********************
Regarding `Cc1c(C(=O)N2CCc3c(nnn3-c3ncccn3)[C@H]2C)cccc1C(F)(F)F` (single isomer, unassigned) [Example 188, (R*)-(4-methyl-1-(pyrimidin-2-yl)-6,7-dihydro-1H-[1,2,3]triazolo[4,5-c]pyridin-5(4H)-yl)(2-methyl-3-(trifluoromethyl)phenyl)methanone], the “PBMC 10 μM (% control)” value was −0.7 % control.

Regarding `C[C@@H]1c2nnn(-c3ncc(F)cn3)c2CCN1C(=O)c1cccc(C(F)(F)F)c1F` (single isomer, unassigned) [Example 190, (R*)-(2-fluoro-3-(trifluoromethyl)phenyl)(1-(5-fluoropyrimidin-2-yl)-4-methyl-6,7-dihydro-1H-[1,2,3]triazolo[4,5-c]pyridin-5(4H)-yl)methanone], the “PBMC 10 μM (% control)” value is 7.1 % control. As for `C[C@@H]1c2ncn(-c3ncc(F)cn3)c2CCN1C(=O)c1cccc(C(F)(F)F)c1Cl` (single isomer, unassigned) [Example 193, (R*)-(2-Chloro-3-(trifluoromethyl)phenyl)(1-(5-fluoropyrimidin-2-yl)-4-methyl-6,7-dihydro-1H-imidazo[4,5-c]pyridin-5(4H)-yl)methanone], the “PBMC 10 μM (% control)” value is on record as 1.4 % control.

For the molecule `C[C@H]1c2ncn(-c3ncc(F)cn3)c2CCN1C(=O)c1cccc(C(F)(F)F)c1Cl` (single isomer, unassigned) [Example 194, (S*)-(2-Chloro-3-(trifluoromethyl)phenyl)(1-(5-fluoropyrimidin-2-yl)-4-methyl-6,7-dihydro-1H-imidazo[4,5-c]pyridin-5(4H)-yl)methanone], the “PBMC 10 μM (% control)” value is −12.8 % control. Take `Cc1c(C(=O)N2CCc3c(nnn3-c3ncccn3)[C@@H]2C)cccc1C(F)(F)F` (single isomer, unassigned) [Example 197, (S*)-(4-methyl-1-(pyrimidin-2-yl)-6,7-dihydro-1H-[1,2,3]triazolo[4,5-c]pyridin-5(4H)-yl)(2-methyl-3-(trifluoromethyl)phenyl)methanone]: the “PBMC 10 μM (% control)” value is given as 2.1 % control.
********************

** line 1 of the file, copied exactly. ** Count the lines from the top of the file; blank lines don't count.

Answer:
Regarding `Cc1c(C(=O)N2CCc3c(nnn3-c3ncccn3)[C@H]2C)cccc1C(F)(F)F` (single isomer, unassigned) [Example 188, (R*)-(4-methyl-1-(pyrimidin-2-yl)-6,7-dihydro-1H-[1,2,3]triazolo[4,5-c]pyridin-5(4H)-yl)(2-methyl-3-(trifluoromethyl)phenyl)methanone], the “PBMC 10 μM (% control)” value was −0.7 % control.